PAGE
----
Since the beginning of the genre, science fiction writers have speculated on what it would be like to communicate with beings from another world. For the most part, these scenarios don’t depart much from how we humans communicate with each other. Both literal and literary devices are introduced to smooth over differences. Someone sets up a machine, usually called a universal translator, which seamlessly renders alien speech intelligible. A galactic lingua franca—some sort of space English—is another related convention.
These are efficiencies, meant to push along the plot or prevent awkward assumptions on the part of the reader, such as aliens speaking English or Hebrew or whatever language in which the story happens to be written. In the days when the genre consisted primarily of short fiction, such quick and dirty means were also necessary to shepherd the reader as quickly as possible into the adventure, without too much digression into the subject of linguistics.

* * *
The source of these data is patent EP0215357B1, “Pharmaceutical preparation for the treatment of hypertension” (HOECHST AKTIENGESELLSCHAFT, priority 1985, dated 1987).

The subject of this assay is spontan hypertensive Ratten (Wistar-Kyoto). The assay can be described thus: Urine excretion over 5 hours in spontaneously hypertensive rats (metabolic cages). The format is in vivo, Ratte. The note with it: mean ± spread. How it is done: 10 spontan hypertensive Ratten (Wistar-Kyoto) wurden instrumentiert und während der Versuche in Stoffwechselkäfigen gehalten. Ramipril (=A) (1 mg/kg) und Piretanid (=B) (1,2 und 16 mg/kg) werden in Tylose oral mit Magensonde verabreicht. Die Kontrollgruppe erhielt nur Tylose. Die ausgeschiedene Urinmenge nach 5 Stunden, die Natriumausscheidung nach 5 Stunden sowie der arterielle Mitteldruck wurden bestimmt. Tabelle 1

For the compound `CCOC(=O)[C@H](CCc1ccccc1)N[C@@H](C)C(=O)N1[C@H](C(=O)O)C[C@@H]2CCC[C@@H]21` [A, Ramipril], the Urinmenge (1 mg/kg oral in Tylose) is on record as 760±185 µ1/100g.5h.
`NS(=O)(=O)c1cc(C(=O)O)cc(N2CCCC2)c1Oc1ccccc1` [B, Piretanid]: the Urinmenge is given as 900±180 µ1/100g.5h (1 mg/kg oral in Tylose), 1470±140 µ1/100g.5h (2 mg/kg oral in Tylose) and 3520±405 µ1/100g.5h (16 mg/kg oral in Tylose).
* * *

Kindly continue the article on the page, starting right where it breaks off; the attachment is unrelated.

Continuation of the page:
Advances in machine translation, such as Skype’s new instantaneous voice-to-voice translation service, have borne out, at least in part, the speculations of the hack magazine writer. But universal translation hasn’t always seemed plausible. Writing in 1960, Kingsley Amis called it “blatant pseudoscience.” In his survey of science fiction, New Maps of Hell, he makes an apology for the reliance on UT as a plot device, believing that its use might stretch the credulity of the general reader to the breaking point. Scenarios of faster-than-light travel were much more feasible, Amis thought—and with good reason, writing as he did in a time when aerospace was the vanguard technology.